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deodorant_gut_healthRaise your hand if you’ve spent the past few years becoming completely obsessed with your gut health. [Editor’s note: The entire Well+Good staff raised its hands.]

You care about properly feeding your belly’s bacteria and keeping them happy because, as it turns out, what happens in your gut directly relates to what happens in your life.

Well, we’ve got a new body-and-bacterial obsession for you: your armpits.

A new study suggests that wearing deodorant or antiperspirant can actually predict what kind of bugs live (and, yum, breed) in your armpits, Time reports. In other words, they can seriously affect your gut health by disrupting your microbiome.

Scientist Julie Horvath, head of the genomics and microbiology research laboratory at the North Carolina Museum of Natural Sciences, wanted to find out if deodorant and antiperspirant were linked to different patterns of bacterial growth in the armpits.

Turns out, when we use deodorant or antiperspirant, we’re also affecting the type and amount of bacteria on our armpits, she told Time. At the beginning of the study, antiperspirant wearers had fewer microbes—and deodorant users had more—than people who didn’t use products. But after a few days of going product-less, the bacteria colonies were all fairly similar.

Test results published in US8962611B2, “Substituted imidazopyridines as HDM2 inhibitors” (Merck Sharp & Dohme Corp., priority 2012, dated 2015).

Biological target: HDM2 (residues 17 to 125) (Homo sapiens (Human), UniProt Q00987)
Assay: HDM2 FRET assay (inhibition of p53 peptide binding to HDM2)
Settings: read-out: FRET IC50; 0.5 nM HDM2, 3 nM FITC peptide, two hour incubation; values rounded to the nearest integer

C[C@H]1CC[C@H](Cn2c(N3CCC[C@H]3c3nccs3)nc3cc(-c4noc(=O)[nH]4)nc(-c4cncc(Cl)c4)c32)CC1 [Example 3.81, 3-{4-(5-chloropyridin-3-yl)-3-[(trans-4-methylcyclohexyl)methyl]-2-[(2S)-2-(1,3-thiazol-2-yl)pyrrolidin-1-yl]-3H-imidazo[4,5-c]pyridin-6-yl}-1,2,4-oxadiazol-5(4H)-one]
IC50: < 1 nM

“From a lot of other microbiome studies, we know that variation is important and probably healthier. There’s so much more we need to learn,” Horvath, a longtime user of clinical-strength antiperspirant, told Time.

So what is Horvath wearing now? At the end of her research, she ditched her antiperspirant in favor of a aluminum-free natural deodorant. Which, a) welcome to the club! And b) makes us wonder if all-natural deodorant is the new kombucha.

While you ponder the microbes living in your pits, check out a few of our favorite natural options. —Alison Feller 

While you’re going the all-natural route, we’ve rounded up the best shampoos and conditioners—and low-maintenance natural beauty essentials for busy (or lazy) women. #Nojudgment.   

(Photo: Larkin Clark for Well+Good)

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